1. Skip to content
  2. Skip to main menu
  3. Skip to more DW sites

Green hydrogen: How can it help stop climate change?

Ajit Niranjan
February 6, 2023

The molecule can carry the energy needed to replace dirty fuels in polluting industries like steelmaking and shipping, but scaling it up fast enough will prove tricky.

Workers at a floating LNG terminal in Germany
Converting LNG terminals to import hydrogen is so difficult that it is unlikely to happen Image: Marcus Brandt/dpa/picture alliance

It is the most common element in the universe, one of the key building blocks of life and the fuel that makes stars burn bright.

But hydrogen, an invisible gas that experts say is major part of the solution to stopping climate change, is in surprisingly short supply.

Hydrogen burns cleanly and can replace dirty fuels in industries like steelmaking and shipping, where electric processes are unsuitable or expensive. But the molecule is so reactive that it is almost never found in its pure form. To honor their promises to stop the planet heating, world leaders need to make lots more hydrogen — and fast.

"It will be extremely challenging to scale up renewable hydrogen production at the pace required to keep the planet from warming by less than 1.5 degrees Celsius [2.7 Fahrenheit]," said Alejandro Nunez-Jimenez, who researches hydrogen at the Swiss Federal Institute of Technology in Zurich.

A steelworker smelting pig iron at a blast furnace in Ukraine
Steel is needed to make wind turbines and electric cars, but is mostly made with coalImage: Igor Burdyga/DW

Race for cleaner hydrogen

Experts use colors to refer to different ways of making hydrogen — some of which are cleaner than others — and disagree fiercely over which types should be supported.

Green hydrogen is made using electricity from renewable sources to split water molecules into hydrogen and oxygen atoms. Gray hydrogen, which accounts for nearly all hydrogen produced today, is made with methane gas and steam in a chemical process that emits carbon dioxide. Blue hydrogen is made with the same process, but the carbon is captured and stored.

If all the electricity to make green hydrogen comes from dams, wind turbines or solar panels, the result is a fuel that does not heat the planet. If engineers get better at capturing carbon — and gas companies plug methane leaks — the emissions from making blue hydrogen could be low enough to speed the shift to a clean economy.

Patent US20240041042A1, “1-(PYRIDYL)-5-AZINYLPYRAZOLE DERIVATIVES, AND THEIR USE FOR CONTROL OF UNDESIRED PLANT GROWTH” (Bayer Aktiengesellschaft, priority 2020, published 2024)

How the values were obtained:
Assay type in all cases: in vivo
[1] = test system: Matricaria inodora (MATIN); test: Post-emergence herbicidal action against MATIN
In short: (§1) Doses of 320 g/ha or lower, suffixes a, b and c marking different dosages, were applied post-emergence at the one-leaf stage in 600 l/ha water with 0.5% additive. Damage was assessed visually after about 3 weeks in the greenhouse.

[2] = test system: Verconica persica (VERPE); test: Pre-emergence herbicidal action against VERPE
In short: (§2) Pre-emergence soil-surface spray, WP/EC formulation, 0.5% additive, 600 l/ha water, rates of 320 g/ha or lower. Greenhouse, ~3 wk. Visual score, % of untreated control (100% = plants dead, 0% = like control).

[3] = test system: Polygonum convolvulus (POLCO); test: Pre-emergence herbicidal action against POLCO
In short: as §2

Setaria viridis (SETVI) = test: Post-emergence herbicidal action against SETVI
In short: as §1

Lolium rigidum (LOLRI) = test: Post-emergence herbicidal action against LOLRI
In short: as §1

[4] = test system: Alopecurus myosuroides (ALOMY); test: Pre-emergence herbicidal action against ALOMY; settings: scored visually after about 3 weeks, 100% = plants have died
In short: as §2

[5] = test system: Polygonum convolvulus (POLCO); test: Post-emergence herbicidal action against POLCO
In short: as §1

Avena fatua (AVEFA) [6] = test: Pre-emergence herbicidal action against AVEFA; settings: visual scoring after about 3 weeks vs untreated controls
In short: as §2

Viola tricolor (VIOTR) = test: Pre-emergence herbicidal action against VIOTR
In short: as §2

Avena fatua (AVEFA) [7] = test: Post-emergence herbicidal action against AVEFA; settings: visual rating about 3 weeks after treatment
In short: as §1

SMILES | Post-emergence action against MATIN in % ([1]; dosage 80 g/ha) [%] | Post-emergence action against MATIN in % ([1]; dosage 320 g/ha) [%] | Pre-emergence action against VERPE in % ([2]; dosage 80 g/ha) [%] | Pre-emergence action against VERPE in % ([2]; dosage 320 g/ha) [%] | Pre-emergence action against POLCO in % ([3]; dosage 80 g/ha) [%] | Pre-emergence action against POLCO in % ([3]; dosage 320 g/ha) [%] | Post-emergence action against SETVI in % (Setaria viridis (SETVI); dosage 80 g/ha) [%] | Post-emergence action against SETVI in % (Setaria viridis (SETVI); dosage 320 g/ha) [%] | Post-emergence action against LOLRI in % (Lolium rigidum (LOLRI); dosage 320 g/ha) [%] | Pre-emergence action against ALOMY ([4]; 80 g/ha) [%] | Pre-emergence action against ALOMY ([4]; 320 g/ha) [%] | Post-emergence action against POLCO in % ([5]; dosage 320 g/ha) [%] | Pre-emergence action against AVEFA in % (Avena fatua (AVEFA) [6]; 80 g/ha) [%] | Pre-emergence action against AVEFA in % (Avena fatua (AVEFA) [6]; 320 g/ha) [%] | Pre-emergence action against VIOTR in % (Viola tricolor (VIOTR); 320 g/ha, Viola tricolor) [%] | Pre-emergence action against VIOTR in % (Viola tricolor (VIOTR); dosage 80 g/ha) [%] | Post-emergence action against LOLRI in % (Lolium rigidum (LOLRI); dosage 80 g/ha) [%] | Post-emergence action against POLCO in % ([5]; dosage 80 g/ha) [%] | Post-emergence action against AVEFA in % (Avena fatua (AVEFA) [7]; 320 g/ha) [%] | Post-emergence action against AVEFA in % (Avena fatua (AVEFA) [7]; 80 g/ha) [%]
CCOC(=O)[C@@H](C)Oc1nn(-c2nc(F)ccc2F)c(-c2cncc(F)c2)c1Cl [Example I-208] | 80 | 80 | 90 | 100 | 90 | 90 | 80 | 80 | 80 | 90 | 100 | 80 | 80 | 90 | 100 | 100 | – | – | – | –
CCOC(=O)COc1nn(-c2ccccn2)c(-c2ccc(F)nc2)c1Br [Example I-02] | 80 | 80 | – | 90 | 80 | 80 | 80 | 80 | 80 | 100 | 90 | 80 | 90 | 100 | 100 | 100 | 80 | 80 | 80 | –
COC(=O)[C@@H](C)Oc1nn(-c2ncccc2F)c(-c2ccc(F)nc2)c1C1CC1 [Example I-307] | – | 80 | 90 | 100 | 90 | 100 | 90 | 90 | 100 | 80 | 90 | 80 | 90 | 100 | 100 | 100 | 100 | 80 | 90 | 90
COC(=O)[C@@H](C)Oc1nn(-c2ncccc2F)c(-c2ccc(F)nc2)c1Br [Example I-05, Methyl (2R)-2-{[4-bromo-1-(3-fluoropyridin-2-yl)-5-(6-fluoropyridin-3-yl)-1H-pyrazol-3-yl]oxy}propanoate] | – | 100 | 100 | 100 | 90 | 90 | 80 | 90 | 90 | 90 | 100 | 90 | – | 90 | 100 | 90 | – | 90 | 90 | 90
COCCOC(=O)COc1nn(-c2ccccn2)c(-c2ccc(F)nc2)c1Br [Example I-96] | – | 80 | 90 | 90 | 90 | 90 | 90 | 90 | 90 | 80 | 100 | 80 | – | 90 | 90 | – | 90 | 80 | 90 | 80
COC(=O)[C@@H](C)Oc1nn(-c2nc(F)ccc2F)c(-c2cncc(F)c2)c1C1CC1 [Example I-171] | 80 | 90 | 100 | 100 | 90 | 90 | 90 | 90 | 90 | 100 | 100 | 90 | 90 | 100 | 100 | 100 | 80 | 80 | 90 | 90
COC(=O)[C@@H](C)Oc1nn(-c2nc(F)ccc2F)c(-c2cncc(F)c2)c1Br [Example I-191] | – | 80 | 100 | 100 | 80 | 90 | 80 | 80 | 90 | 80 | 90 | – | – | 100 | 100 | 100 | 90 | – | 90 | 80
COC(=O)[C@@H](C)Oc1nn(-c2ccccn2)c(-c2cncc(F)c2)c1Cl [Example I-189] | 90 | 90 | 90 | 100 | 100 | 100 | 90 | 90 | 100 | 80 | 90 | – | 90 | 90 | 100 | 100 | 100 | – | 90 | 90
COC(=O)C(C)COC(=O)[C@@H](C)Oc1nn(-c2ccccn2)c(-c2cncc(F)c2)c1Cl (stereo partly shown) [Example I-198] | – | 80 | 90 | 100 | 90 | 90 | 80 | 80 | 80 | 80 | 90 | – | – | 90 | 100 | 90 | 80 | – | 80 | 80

Done badly, producing blue hydrogen can be dirtier than directly burning fossil gas. 

"Too many factors conspire in making blue hydrogen much more challenging than renewable hydrogen," said Nunez-Jimenez, adding it could play a useful role in some settings.

Gas and oilfields in the Permian basin
Satellite data has shown emissions of the powerful greenhouse gas methane are far greater than reported by governments and oil companiesImage: Joe Raedle/Getty Images

Demand for hydrogen is set to soar as subsidies flow into clean technologies and lawmakers raise the price of polluting the atmosphere. In the United Sttes, a climate law passed in August put a price on methane pollution and gave tax incentives to capture carbon. Weeks later, the European Union announced €5.2 billion ($5.7 billion) in funding for hydrogen projects it hopes will kick-start private investments.

If all planned projects go ahead, production of blue and green hydrogen will rise from less than 1 megaton in 2021 to about 20 mt by the end of the decade, according to the International Energy Agency (IEA), an organization led by the energy ministries of mostly rich nations. To reach net-zero emissions by 2050, the sector would need to be making 100 mt of blue and green hydrogen by 2030.

Why can't the world make more green hydrogen right now?

Two obstacles stand in the way of making green hydrogen, which today accounts for less than 1% of the world's hydrogen production. The first is building electrolyzers to get hydrogen from water.